We encourage you to take a moment to assess your own as well as your family's risk of dental injury and to think about how you can treat and prevent them. To learn more, read the Dear Doctor article, “An Introduction To Sports Injuries & Dentistry.” Or, feel free to contact us to discuss your questions or to schedule a consultation.


By Wayne J. Gary II D.D.S.
July 10, 2011
Category: Dental Procedures

Quiz: What Is Smile Design?

All cultures worldwide recognize a smile as positive nonverbal communication. Yet many people are insecure about the way their smile looks. Modern cosmetic dentistry can completely change your smile through a comprehensive technique called Smile Design.

Take the following quiz to find out how much you know about your smile and smile design.

  1. What is the basic reason we consider straight, healthy teeth to be attractive?
    1. An article in a beauty magazine.
    2. An instinctive understanding of health and survival.
    3. Our first grade teacher said so.
    4. A talk show on television.
  2. What must we take into account in designing an attractive, balanced smile?
    1. The shape of your face.
    2. Your skin color and complexion.
    3. The form of your lips.
    4. All of the above.
  3. As your dentist, we consider each of the following in evaluating your current smile except:
    1. Your marital status.
    2. The health of your bone and gum tissues.
    3. How your jaw joints function.
    4. The stability of your bite.
  4. What do we use to evaluate your smile?
    1. X-rays and photographs.
    2. Models of your teeth and gums.
    3. Photographs and computer graphics.
    4. All of the above.
  5. Bonding is one method that may be used to test or enhance your smile. It is used as:
    1. A way of making friends with your dentist.
    2. A way of training secret agents.
    3. A method of repairing chipped, broken or decayed teeth and testing changes before they are made permanent.
    4. None of the above.

Answers

  1. b. What we consider an attractive smile is rooted in instinctive understanding of health and survival. We value straight, white, healthy teeth — only a few centuries ago, a person with few or no teeth was likely to starve.
  2. d. All of these factors must be taken into consideration in order to design a smile that is in balance with your face.
  3. a. While satisfaction with your life partner may make you smile, our priority in smile design is to make sure that the basic structures of your teeth are healthy and function properly.
  4. d. All of the above are used in evaluating your current condition to design a new smile.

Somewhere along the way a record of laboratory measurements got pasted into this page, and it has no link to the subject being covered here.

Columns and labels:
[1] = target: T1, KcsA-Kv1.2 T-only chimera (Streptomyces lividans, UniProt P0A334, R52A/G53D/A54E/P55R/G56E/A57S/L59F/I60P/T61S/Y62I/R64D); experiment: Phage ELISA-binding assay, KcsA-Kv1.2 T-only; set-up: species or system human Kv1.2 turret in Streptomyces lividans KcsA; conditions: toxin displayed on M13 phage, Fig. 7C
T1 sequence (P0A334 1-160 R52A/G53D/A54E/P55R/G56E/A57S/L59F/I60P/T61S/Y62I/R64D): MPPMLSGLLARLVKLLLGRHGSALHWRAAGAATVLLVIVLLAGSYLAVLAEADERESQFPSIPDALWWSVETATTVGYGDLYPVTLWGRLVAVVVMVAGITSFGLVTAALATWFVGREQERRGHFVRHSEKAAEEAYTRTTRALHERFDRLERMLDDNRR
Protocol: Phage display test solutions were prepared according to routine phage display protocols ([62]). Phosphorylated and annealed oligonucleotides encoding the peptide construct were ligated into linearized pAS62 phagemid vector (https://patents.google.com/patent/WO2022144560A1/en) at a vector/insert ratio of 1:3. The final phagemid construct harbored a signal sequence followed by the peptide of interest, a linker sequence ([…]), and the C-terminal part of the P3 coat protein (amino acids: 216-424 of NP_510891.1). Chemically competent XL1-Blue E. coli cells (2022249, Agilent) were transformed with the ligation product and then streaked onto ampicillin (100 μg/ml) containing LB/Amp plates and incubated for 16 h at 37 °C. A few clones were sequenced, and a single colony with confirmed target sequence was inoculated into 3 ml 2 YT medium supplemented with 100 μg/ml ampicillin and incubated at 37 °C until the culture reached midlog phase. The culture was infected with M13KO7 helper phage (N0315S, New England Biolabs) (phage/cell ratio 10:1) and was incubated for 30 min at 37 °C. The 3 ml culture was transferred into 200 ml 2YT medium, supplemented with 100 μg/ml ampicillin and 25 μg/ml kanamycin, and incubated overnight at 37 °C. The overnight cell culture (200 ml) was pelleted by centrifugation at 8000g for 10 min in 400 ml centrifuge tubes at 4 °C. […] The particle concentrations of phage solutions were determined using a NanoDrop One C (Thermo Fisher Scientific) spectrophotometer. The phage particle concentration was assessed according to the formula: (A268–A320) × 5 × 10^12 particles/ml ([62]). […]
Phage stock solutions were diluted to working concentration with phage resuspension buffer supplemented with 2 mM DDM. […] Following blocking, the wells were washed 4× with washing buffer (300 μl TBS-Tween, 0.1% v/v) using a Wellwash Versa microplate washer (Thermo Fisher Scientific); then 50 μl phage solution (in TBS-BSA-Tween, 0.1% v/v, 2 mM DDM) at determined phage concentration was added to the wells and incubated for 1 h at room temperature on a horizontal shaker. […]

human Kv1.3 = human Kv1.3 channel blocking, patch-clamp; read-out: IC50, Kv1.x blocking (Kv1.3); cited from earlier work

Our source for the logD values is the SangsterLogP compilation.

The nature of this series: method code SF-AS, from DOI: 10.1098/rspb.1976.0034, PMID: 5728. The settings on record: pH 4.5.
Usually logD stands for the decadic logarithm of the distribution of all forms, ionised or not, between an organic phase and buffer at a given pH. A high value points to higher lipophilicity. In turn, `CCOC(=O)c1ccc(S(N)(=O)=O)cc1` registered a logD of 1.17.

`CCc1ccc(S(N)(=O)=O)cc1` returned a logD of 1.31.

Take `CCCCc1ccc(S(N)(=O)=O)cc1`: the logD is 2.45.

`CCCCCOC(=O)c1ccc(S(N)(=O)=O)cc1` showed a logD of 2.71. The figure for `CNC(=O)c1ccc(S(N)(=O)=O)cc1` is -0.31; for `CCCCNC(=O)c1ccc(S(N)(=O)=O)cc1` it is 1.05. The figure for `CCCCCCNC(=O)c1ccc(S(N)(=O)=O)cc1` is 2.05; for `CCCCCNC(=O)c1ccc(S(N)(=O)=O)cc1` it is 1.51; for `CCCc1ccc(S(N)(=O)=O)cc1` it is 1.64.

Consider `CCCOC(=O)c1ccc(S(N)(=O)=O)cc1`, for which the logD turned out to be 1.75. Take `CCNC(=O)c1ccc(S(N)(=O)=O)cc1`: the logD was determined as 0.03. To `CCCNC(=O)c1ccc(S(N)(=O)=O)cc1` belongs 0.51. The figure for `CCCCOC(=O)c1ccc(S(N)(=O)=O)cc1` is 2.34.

5. c. In bonding, a composite resin tooth colored material is shaped and physically bonded to a tooth or teeth that are chipped, broken, or decayed to restore both aesthetics and function.

After careful analysis and planning, a variety of techniques can be used to redesign an attractive and healthy new smile, so you can feel confident about smiling and sharing it with the world. To learn more about Smile Design, read “Beautiful Smiles by Design.” Or contact us to discuss your questions or to schedule an appointment.


By Wayne J. Gary II D.D.S.
July 03, 2011
Category: Dental Procedures

If you believe you need a crown or if we have already confirmed this fact, you need to understand that there are several options. The most common are gold crowns, porcelain-fused-to-metal crowns and all porcelain crowns. Each has both pros and cons; thus we will work with you to determine which will work best for your specific needs. However, to help you learn more now, here are some facts.

Gold Crowns

Made from cast gold, this type of crown has been around for over 100 years and is the most successful type of crown. It can last more than 50 years and thus many dentists prefer gold restorations for their own teeth, where cosmetics is not a concern.

All Porcelain Crowns

All porcelain crowns can produce an incredible, life-like appearance. However, because they are made purely from dental porcelain (a type of glass), they tend to be more fragile than gold crowns and may be more at risk with certain high biting forces. Thus they may not be as durable. Porcelain can also cause wear to the natural teeth they bite against. Therefore they are typically preferred for front teeth, rather than back teeth. They have an aesthetic longevity of about 10 years and a functional longevity of about 20 years.

Porcelain-Fused-To-Metal Crowns

As the name states, porcelain-fused-to-metal (PFM) crowns provide the best of both worlds. They are made of natural tooth-colored dental porcelain that is fused on top of a precious or noble metal (usually gold or platinum). They are stronger than porcelain alone and are a good option for back teeth because they offer a better cosmetic result than gold crowns. This is also true for front teeth, however the gold support beneath the porcelain can compromise its life-like qualities. These crowns also have a proven track record and have been used with excellent results for over 40 years.

Learn more about crowns when you read, “Gold or Porcelain Crowns.” Or you can contact us today to discuss your questions or to schedule a consultation.